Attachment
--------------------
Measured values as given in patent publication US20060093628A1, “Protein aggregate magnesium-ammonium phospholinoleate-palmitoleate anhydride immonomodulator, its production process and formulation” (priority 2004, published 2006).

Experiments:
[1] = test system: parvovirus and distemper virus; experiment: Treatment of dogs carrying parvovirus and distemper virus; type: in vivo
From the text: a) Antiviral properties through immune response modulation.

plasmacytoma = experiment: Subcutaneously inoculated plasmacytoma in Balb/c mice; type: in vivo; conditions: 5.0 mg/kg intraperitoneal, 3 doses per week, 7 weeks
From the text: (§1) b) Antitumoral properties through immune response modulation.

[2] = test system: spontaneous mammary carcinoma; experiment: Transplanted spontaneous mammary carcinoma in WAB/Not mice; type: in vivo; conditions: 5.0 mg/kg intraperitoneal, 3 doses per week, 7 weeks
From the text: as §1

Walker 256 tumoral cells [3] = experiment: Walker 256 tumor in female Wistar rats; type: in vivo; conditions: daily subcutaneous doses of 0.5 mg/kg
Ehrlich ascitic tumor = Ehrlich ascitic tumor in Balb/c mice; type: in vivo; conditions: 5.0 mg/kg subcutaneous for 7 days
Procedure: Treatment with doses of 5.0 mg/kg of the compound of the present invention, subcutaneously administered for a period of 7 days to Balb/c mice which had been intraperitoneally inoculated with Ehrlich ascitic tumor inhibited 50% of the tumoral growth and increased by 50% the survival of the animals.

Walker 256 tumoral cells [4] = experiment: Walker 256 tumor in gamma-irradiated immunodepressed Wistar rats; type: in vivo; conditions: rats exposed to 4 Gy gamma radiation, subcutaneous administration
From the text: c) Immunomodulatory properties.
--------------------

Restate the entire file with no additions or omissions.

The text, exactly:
Measured values as given in patent publication US20060093628A1, “Protein aggregate magnesium-ammonium phospholinoleate-palmitoleate anhydride immonomodulator, its production process and formulation” (priority 2004, published 2006).

Experiments:
[1] = test system: parvovirus and distemper virus; experiment: Treatment of dogs carrying parvovirus and distemper virus; type: in vivo
From the text: a) Antiviral properties through immune response modulation.

plasmacytoma = experiment: Subcutaneously inoculated plasmacytoma in Balb/c mice; type: in vivo; conditions: 5.0 mg/kg intraperitoneal, 3 doses per week, 7 weeks
From the text: (§1) b) Antitumoral properties through immune response modulation.

[2] = test system: spontaneous mammary carcinoma; experiment: Transplanted spontaneous mammary carcinoma in WAB/Not mice; type: in vivo; conditions: 5.0 mg/kg intraperitoneal, 3 doses per week, 7 weeks
From the text: as §1

Walker 256 tumoral cells [3] = experiment: Walker 256 tumor in female Wistar rats; type: in vivo; conditions: daily subcutaneous doses of 0.5 mg/kg
Ehrlich ascitic tumor = Ehrlich ascitic tumor in Balb/c mice; type: in vivo; conditions: 5.0 mg/kg subcutaneous for 7 days
Procedure: Treatment with doses of 5.0 mg/kg of the compound of the present invention, subcutaneously administered for a period of 7 days to Balb/c mice which had been intraperitoneally inoculated with Ehrlich ascitic tumor inhibited 50% of the tumoral growth and increased by 50% the survival of the animals.

Walker 256 tumoral cells [4] = experiment: Walker 256 tumor in gamma-irradiated immunodepressed Wistar rats; type: in vivo; conditions: rats exposed to 4 Gy gamma radiation, subcutaneous administration
From the text: c) Immunomodulatory properties.